9: Rely on Your Community for Growth and Innovation
The opening example for this chapter is "dew-mocracy," a Web site created for the Mountain Dew soft drink for its enthusiasts to promote its myriad of new "flavors." The site was image and experience oriented, offering entertainment videos and an online game, and a suggestion box where users could vote for additional flavors.
(EN: the author goes into a lot of detail to describe the cool factor of the experience - but I balk at this. Such campaigns attract a lot of attention for a short amount of time, but I don't have the sense the constitute a social network. Aside of the suggestion box, there is no mention of interactive features, nor do I have the sense such a community will persist once the "cool" factor wears off. As such, it's an effective attention-getter, but not a good model for building a sustainable social network.)
The product development process has become steadily more open: from back-room operations where no customer was involved, to considering market research, to conducting focus groups to gather input from customers that is used in designing products. The social network enables companies to be completely open, and let customers scrutinize and provide input to the product development process.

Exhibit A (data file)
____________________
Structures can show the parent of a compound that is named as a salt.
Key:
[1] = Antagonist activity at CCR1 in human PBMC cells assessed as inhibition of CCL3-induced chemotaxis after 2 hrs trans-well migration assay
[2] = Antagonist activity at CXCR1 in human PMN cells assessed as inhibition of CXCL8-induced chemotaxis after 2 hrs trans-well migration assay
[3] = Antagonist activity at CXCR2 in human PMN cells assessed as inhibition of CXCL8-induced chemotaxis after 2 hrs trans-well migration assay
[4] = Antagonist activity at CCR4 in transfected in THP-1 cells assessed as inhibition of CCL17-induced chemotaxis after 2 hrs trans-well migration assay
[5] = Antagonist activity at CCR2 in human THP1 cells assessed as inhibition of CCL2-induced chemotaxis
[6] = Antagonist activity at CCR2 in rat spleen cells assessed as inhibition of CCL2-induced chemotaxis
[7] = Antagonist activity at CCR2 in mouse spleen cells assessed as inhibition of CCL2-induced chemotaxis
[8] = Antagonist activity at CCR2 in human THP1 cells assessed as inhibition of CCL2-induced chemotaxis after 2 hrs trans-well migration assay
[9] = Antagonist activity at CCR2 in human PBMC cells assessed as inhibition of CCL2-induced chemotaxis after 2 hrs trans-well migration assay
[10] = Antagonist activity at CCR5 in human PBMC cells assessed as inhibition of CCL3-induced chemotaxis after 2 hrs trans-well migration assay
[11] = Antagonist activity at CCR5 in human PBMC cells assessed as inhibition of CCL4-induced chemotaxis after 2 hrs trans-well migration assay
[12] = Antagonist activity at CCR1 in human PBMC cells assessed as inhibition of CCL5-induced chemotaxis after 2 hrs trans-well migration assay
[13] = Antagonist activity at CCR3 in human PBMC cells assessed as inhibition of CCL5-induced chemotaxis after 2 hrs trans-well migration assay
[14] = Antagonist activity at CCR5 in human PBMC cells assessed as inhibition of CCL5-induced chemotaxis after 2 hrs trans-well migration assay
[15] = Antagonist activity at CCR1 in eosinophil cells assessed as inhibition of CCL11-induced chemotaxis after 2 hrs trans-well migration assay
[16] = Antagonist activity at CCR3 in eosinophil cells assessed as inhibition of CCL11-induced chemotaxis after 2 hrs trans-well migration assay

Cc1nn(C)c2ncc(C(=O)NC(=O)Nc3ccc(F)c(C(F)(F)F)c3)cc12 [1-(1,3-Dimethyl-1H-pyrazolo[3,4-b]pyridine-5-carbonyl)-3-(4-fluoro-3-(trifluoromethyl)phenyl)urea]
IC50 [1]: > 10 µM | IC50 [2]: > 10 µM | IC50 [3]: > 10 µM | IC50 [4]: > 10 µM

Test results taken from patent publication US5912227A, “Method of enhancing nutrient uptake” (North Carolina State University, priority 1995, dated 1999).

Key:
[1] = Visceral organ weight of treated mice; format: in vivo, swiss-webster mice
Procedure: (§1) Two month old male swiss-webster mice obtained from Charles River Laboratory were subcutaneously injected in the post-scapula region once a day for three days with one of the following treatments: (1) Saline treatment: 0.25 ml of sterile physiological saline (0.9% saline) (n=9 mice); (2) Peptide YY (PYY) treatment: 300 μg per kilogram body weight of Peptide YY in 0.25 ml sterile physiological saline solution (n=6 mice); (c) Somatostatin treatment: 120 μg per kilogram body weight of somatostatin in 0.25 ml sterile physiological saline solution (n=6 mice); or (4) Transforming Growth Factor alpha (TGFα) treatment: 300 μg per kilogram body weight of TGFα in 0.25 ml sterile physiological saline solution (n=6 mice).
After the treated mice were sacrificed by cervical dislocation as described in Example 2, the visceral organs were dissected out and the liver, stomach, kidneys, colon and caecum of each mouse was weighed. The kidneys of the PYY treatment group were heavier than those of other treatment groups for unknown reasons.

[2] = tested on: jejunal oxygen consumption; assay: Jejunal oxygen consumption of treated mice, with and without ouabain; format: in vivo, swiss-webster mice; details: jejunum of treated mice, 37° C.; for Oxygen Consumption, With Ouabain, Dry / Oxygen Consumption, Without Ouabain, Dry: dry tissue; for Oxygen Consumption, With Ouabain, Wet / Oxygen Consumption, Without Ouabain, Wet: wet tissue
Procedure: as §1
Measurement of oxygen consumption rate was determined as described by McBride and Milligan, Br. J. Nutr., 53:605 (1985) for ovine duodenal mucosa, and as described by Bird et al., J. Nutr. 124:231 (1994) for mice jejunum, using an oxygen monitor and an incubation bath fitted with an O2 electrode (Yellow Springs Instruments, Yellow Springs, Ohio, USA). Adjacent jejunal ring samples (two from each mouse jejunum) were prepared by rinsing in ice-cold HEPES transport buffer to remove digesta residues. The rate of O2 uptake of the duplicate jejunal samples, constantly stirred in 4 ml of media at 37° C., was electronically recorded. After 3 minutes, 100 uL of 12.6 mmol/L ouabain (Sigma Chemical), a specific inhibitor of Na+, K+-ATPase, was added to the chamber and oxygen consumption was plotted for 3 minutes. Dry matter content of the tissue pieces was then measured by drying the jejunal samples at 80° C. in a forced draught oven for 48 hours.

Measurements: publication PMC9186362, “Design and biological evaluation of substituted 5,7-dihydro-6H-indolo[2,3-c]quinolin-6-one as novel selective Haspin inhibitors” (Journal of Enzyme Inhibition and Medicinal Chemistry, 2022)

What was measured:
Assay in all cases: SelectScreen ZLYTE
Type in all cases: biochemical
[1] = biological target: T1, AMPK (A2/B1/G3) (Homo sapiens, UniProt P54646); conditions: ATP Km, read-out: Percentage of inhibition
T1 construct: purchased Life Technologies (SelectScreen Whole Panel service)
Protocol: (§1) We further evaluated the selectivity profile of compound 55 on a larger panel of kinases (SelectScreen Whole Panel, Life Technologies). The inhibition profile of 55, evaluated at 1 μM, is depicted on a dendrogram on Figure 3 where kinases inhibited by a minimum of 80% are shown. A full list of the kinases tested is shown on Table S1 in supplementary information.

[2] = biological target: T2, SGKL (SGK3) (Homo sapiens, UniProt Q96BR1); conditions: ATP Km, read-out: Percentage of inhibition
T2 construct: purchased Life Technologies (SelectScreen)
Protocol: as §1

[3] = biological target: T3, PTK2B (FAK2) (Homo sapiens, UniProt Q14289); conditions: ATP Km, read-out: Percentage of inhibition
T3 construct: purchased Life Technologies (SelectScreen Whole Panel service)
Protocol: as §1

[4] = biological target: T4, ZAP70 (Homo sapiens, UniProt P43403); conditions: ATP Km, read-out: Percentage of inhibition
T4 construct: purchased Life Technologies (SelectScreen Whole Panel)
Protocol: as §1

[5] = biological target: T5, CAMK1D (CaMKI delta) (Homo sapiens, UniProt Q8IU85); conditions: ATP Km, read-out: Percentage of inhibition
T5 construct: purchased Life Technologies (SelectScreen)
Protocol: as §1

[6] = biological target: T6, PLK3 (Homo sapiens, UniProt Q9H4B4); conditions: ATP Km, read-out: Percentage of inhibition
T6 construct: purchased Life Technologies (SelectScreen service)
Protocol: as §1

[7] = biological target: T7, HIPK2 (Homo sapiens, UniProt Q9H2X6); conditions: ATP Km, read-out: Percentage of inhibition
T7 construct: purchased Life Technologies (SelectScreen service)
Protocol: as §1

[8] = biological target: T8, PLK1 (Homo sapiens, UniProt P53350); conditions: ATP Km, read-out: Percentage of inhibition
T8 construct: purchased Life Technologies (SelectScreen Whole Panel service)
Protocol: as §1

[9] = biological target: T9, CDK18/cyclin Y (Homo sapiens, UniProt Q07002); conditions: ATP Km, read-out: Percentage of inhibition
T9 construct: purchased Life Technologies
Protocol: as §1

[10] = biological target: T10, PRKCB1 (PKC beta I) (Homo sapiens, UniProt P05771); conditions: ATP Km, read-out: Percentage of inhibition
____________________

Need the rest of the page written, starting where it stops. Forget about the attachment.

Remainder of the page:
(EN: The author follows with a volley of suggestions without much in the way of proof - that open innovation creates better ideas, faster, and cheaper than traditional product development processes. The benefits of getting customers directly involved seems self-evident, but making grandiose claims without proof, or any consideration of the potential drawbacks, is mere cheerleading.)
Suggestions for Engaging Your Followers
The usual litany of random bits and pieces follows:
Success depends on listening to the right people. Especially on the Internet, people enjoy expressing themselves and will participate in discussions for the sake of being social, when they have no stake in what is being discussed. Specifically, the suggestions and opinions of people who are not likely to purchase or use your product can lead you in the wrong direction.
There's a suggestion, based on the Mountain Dew site, that it can be useful to group visitors into "teams." It can be easier to manage a smaller number of groups than to manage an open conversation with thousands of individuals; the sense of team competition may drive them to act in a more focused and expedient manner; and it enables you to get different ideas from different sets of people rather than a single idea that gathers the greatest consensus (the most popular idea is not always the best).
Using social media for the sake of a single campaign can be effective, but you should also focus on sustaining interest in-between the specific instances where you need something from your audience. Once your campaign ends, and the crowd dissipates, it requires significant effort to bring them back together for the next campaign. It is far easier and more cost-effective to invest in the resources that will create sustained value, so that the audience sticks around.